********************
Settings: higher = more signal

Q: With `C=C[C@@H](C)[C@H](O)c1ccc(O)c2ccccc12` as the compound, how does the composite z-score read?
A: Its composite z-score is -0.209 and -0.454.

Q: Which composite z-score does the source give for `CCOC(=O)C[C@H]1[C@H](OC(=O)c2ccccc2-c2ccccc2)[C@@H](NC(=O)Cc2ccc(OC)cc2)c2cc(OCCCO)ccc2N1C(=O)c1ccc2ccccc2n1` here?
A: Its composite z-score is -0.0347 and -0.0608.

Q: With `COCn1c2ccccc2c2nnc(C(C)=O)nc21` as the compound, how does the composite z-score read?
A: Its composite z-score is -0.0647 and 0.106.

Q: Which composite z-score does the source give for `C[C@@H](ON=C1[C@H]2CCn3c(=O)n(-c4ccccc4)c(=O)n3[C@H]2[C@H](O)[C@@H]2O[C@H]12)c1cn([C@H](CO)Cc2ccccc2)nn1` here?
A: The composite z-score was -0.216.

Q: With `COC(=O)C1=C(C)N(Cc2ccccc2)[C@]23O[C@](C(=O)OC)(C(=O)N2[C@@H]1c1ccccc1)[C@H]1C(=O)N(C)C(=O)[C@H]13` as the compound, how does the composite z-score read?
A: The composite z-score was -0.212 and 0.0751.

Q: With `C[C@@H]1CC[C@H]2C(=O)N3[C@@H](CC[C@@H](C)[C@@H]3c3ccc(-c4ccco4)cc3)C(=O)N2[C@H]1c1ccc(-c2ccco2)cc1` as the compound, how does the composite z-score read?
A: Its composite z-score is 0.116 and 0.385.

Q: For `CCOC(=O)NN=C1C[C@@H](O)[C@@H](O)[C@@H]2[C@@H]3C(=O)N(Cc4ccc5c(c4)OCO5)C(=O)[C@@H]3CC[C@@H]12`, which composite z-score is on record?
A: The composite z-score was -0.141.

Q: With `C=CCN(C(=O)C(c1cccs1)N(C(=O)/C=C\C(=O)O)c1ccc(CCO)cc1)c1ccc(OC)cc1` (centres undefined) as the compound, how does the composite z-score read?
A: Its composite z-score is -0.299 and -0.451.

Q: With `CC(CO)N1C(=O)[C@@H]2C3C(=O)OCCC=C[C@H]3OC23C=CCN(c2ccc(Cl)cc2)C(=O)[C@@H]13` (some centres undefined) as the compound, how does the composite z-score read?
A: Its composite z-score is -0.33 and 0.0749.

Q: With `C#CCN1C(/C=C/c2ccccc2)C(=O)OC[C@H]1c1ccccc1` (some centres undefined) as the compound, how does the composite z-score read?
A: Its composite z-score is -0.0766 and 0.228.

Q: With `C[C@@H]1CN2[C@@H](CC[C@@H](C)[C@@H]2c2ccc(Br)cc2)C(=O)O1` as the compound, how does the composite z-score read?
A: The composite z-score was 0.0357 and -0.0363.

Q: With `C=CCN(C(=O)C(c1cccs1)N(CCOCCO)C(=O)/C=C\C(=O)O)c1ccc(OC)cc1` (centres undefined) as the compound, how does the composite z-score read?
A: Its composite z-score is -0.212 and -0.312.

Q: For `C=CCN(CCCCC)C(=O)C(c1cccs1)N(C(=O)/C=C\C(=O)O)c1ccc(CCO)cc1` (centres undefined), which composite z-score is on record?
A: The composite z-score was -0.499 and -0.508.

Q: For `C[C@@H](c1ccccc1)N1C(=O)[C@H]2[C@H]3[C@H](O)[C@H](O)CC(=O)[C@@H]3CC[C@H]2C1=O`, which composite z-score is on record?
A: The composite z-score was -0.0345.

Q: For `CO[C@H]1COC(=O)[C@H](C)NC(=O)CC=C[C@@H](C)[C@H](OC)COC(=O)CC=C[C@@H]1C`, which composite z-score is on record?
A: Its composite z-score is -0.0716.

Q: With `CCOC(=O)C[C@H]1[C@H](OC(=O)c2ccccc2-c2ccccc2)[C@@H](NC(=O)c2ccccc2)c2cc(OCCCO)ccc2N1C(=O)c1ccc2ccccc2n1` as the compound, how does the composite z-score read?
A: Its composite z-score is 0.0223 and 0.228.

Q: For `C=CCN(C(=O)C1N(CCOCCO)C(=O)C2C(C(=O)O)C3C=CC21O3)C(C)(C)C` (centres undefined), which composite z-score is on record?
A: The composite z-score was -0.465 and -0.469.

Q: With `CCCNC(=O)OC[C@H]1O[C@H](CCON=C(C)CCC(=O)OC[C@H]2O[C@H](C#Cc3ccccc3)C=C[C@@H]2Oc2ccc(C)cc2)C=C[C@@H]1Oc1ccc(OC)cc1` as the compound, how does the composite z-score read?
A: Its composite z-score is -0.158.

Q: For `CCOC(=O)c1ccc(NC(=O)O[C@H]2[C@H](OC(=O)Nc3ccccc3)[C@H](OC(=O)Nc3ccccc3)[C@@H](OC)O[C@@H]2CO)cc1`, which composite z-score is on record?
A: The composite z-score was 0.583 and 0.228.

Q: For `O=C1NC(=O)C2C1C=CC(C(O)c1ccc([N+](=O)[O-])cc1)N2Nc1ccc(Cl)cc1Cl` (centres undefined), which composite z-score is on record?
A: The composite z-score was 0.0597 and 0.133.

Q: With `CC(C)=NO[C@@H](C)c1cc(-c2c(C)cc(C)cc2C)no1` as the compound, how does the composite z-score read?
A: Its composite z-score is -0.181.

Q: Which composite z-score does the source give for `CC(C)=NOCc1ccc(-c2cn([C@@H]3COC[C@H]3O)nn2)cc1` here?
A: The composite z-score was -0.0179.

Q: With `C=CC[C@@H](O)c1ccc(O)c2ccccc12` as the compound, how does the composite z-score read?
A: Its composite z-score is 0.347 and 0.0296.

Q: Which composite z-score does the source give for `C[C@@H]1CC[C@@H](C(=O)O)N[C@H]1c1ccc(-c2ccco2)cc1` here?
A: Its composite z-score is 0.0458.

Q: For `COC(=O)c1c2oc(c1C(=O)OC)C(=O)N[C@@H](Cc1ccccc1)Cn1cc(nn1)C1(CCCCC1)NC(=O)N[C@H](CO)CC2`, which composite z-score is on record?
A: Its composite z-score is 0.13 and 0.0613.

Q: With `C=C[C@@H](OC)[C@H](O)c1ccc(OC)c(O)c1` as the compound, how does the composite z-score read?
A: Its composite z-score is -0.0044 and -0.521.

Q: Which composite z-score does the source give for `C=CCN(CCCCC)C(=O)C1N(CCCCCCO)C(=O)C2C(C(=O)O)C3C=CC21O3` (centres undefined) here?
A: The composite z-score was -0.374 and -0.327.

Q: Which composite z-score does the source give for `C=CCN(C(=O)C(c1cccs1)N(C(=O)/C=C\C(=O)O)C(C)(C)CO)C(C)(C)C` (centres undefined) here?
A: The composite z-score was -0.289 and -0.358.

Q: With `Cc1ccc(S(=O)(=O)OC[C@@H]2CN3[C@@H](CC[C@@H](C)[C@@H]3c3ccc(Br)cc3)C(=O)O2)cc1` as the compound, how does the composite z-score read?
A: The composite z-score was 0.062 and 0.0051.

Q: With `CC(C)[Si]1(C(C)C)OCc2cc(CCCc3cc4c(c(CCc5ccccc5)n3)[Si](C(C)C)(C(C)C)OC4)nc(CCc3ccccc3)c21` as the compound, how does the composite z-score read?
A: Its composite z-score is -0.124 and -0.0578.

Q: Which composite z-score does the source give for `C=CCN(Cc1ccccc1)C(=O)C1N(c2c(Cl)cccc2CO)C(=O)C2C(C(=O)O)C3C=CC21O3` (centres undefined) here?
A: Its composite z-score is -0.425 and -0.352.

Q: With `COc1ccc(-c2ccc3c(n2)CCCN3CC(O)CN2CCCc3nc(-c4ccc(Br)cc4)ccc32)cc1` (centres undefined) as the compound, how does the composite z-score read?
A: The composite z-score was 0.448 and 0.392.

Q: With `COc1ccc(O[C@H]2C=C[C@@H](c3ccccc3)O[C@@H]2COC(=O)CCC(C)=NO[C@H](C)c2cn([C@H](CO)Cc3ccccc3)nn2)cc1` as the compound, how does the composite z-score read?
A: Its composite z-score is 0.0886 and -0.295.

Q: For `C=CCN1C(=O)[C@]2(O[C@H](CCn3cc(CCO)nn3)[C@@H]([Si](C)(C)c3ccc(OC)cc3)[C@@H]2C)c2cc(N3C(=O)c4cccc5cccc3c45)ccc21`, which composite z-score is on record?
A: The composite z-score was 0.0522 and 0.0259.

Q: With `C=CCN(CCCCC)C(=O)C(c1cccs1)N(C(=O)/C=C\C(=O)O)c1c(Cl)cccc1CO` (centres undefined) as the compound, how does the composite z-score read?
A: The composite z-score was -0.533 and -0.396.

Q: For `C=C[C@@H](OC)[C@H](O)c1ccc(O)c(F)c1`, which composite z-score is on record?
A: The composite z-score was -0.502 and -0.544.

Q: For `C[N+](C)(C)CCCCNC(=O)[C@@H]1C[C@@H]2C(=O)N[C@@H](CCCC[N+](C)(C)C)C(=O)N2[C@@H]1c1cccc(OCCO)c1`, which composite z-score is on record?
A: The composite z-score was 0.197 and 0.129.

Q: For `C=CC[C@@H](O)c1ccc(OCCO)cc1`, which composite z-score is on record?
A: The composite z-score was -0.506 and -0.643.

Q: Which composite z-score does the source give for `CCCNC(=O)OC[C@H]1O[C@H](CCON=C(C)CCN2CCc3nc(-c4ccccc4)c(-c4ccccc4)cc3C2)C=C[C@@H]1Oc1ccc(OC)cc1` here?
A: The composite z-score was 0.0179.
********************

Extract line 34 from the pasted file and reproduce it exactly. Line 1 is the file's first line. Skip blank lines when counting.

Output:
Q: For `C=CCN(C(=O)C1N(CCOCCO)C(=O)C2C(C(=O)O)C3C=CC21O3)C(C)(C)C` (centres undefined), which composite z-score is on record?